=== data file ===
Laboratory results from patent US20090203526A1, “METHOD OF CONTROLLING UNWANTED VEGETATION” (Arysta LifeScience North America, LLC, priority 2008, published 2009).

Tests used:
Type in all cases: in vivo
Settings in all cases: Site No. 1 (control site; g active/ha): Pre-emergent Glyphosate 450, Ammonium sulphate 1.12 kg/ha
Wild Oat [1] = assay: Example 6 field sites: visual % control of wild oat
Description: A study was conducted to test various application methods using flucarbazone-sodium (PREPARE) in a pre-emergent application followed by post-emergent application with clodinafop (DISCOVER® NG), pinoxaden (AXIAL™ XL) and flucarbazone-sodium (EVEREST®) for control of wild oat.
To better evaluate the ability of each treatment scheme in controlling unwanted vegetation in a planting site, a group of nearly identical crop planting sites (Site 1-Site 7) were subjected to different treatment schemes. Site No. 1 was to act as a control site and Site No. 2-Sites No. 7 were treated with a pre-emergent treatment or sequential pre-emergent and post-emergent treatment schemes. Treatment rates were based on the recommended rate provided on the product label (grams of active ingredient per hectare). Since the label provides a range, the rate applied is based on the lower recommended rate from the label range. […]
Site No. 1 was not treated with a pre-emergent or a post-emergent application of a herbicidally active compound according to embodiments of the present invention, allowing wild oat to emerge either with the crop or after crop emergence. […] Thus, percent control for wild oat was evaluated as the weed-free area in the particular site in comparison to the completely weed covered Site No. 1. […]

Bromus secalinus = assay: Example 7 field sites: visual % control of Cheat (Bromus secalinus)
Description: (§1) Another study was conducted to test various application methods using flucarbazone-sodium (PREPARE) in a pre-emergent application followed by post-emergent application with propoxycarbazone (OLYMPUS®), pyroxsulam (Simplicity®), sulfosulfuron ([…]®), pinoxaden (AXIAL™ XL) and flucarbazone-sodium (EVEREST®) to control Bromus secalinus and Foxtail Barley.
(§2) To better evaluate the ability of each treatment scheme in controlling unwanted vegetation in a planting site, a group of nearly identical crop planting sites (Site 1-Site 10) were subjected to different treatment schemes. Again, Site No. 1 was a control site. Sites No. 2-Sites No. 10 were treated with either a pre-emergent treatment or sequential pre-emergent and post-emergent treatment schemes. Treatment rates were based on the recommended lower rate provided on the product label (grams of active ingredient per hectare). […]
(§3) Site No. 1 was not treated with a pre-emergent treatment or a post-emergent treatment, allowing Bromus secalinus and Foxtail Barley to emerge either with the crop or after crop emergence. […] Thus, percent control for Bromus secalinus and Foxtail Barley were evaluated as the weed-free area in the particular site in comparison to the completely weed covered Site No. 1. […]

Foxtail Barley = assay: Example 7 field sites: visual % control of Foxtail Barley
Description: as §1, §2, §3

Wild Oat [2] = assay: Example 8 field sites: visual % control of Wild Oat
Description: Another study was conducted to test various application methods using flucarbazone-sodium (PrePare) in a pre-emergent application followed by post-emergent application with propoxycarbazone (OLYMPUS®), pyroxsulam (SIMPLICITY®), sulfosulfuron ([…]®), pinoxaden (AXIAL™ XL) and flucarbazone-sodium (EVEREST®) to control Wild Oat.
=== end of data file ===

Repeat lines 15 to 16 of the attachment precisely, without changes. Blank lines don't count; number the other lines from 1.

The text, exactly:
Wild Oat [2] = assay: Example 8 field sites: visual % control of Wild Oat
Description: Another study was conducted to test various application methods using flucarbazone-sodium (PrePare) in a pre-emergent application followed by post-emergent application with propoxycarbazone (OLYMPUS®), pyroxsulam (SIMPLICITY®), sulfosulfuron ([…]®), pinoxaden (AXIAL™ XL) and flucarbazone-sodium (EVEREST®) to control Wild Oat.